Concordian Richy Srirachanikorn is a 2023 winner of the SSHRC Storytellers Challenge
Concordia graduate student Richy Srirachanikorn is one of the Final Five winners of this year’s Social Sciences and Humanities Research Council (SSHRC) Storytellers Challenge.
The annual contest calls for postsecondary students nationwide to demonstrate — in a three-minute or 300-word presentation — how SSHRC-funded research impacts Canadian society.
Srirachanikorn, a PhD student in the Department of Sociology and Anthropology, is among the four Concordia students who placed among the top 25 finalists in this year’s competition.
The others were Clarissa Belleville, BA 21, a master’s student in the Department of Education, Felicity Hamer, BFA 12, MA 15, a PhD student in the Department of Communication Studies, and Étienne Lacelle, BFA 17, a master’s student at the Mel Hoppenheim School of Cinema.
Each semi-finalist won $3,000, plus the chance to present before a distinguished jury to be named one of the five winners, which carries an additional $1,000 prize.
Srirachanikorn, who is also a student member of Concordia’s Milieux Institute for Arts, Culture and Technology, was selected as one of the final five winners at the Congress of the Humanities and Social Sciences at York University in Toronto on May 29.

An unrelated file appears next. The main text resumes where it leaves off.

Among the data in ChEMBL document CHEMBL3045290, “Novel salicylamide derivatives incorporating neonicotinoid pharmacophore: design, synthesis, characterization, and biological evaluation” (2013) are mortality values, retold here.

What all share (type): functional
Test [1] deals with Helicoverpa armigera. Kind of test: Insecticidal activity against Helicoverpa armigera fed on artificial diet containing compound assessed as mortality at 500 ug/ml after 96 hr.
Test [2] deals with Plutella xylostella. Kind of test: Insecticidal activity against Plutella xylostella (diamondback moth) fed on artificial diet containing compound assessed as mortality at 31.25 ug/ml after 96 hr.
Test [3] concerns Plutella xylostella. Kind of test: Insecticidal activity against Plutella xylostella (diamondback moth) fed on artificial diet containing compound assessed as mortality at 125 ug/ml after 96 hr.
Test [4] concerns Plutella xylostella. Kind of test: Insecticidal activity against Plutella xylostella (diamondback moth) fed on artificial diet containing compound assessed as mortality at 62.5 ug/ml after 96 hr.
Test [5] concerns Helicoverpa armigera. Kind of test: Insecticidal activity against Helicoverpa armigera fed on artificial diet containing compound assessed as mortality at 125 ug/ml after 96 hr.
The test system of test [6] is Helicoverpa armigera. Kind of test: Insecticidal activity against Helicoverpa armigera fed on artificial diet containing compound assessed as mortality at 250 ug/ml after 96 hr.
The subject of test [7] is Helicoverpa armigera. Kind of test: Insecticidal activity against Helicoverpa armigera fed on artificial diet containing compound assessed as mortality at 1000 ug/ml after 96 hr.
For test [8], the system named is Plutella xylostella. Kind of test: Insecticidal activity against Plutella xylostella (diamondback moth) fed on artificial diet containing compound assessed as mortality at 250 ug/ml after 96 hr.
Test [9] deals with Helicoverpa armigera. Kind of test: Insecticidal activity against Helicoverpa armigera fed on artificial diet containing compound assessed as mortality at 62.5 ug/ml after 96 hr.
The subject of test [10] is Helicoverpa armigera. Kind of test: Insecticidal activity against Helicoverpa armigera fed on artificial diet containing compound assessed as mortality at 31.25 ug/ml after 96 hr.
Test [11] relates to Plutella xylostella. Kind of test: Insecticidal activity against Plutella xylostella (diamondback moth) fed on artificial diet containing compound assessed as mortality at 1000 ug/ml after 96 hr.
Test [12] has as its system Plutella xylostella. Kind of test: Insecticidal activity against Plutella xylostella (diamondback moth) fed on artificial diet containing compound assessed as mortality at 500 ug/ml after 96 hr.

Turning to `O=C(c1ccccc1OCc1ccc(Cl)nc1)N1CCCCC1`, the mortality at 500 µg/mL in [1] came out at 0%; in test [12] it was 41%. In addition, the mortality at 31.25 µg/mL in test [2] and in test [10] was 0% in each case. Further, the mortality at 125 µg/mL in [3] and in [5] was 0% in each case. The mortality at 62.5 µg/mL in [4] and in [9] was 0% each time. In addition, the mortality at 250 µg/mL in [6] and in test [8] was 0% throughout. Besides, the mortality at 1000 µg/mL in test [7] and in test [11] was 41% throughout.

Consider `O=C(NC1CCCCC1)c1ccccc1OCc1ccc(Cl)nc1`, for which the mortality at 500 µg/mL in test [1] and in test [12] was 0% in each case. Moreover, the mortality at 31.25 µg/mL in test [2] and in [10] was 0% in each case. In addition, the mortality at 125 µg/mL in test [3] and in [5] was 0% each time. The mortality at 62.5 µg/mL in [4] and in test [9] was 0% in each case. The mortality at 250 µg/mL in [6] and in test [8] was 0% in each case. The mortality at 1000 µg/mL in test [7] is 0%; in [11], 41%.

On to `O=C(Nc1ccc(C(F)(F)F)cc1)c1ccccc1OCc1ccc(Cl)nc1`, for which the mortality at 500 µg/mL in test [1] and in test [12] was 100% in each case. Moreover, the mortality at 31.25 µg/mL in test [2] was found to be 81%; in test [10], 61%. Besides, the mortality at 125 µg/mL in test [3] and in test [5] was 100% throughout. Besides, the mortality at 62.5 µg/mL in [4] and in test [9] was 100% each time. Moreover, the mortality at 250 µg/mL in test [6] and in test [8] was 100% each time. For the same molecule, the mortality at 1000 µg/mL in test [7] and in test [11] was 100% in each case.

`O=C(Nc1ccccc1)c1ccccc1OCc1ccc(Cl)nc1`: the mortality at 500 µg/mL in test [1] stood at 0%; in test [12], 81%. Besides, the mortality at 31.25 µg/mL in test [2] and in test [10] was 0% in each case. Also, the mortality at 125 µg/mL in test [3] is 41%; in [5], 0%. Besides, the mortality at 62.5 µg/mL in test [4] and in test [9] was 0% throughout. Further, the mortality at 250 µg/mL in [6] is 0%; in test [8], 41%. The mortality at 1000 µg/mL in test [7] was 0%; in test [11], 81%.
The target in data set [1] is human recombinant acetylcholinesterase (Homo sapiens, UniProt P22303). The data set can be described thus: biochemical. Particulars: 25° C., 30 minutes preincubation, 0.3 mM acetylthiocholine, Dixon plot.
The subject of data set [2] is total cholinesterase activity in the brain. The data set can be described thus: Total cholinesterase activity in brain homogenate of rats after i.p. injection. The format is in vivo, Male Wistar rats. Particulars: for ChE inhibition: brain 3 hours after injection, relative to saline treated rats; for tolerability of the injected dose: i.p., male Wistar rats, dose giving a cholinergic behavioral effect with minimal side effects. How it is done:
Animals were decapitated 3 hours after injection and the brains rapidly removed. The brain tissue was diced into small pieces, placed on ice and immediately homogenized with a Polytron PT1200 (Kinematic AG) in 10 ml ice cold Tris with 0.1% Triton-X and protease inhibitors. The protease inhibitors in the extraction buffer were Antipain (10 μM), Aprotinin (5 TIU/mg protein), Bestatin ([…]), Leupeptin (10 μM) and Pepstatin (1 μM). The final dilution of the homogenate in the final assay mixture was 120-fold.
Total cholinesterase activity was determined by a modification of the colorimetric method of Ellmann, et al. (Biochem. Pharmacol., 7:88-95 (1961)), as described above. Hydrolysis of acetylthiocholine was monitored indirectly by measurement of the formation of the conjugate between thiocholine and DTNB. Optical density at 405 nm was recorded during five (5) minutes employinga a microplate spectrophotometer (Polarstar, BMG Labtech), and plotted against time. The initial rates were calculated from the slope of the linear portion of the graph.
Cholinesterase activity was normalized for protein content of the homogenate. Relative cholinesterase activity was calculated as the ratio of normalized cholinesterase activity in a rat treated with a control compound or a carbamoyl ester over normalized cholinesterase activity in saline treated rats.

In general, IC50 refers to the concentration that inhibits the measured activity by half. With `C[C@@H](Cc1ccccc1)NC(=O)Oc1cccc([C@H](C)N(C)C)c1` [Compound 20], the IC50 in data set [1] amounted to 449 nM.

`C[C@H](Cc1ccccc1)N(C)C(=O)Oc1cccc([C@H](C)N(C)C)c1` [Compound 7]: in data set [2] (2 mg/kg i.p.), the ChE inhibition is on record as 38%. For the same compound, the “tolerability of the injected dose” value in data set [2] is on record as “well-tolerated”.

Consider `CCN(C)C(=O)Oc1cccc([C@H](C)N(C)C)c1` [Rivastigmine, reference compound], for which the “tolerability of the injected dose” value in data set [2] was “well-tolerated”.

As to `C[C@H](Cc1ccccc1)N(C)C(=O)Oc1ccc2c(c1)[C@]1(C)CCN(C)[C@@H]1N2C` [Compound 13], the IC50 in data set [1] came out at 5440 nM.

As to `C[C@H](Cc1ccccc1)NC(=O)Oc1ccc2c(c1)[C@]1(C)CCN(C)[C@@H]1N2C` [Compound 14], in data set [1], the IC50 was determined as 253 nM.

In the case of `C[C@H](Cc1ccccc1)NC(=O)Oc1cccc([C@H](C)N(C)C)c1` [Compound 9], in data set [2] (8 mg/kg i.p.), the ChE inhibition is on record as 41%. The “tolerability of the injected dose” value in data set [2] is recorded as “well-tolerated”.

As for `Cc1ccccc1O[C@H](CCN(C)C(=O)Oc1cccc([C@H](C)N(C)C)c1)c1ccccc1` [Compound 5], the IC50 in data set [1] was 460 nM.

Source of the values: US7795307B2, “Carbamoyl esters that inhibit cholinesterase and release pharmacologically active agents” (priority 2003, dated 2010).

“By taking part in the Storytellers Challenge, I learned research is ultimately about the translation of knowledge,” Srirachanikorn says. “The potential of research is not in how different it is from other work, but how we can convey it in a way that makes a difference.”
In his video submission, Srirachanikorn explores how the popular video game Minecraft can be applied to real life to understand social phenomena.
In Minecraft, players create structures using blocks. However, as Concordia’s Bart Simon, associate professor of sociology and anthropology, and Darren Wershler, associate professor of English, argue, the game is not just about blocks themselves but about the concept of blocks.
“When applied to real life, we use ideas from the stereotypes, tropes and concepts that we’ve been taught and seen elsewhere to form the building blocks of our realities. These are what we call allegories,” Srirachanikorn says.
He explains, for example, how someone might build a castle in Minecraft to symbolize progress, but in the process they have deforested the entire land and blocked a river path. This reveals the ideological building blocks that helped make those decisions.
“There is more to research than just the academic convention,” Srirachanikorn says.
“The works of the 24 other finalists do not only demand innovative responses to pressing issues — they are innovations in their own right. Self-narrated videos, touching poems and sound-guided meditations represented the projects that were SSHRC-funded while also being novel projects on their own,” he adds.
“This kind of knowledge-sharing generated new modes of understanding.”